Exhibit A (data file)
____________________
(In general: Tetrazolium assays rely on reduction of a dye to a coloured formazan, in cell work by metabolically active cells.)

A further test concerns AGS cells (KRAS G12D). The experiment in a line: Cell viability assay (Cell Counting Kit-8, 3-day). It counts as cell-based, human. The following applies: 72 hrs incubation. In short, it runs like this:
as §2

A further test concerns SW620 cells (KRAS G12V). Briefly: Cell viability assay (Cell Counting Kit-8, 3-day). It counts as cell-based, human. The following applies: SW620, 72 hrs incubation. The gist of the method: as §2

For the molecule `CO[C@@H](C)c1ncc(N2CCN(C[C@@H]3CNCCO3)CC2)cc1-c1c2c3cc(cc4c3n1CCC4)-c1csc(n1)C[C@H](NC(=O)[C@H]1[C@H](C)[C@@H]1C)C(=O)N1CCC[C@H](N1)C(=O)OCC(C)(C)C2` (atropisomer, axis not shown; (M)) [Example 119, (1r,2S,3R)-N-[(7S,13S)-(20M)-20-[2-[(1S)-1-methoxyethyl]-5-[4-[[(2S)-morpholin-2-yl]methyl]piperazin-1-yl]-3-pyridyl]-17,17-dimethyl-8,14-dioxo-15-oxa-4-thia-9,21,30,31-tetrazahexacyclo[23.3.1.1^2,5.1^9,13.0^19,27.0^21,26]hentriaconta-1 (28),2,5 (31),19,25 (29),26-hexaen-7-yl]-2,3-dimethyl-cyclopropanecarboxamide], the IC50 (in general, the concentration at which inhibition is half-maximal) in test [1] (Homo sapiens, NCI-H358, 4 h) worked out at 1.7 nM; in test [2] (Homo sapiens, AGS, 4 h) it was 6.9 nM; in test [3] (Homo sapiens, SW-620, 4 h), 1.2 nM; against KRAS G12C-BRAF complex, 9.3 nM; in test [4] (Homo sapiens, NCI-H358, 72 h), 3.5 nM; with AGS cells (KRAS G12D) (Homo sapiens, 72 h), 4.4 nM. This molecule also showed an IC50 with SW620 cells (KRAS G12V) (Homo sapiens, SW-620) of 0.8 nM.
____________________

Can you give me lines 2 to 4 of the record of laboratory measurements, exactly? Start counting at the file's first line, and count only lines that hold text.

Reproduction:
A further test concerns AGS cells (KRAS G12D). The experiment in a line: Cell viability assay (Cell Counting Kit-8, 3-day). It counts as cell-based, human. The following applies: 72 hrs incubation. In short, it runs like this:
as §2

A further test concerns SW620 cells (KRAS G12V). Briefly: Cell viability assay (Cell Counting Kit-8, 3-day). It counts as cell-based, human. The following applies: SW620, 72 hrs incubation. The gist of the method: as §2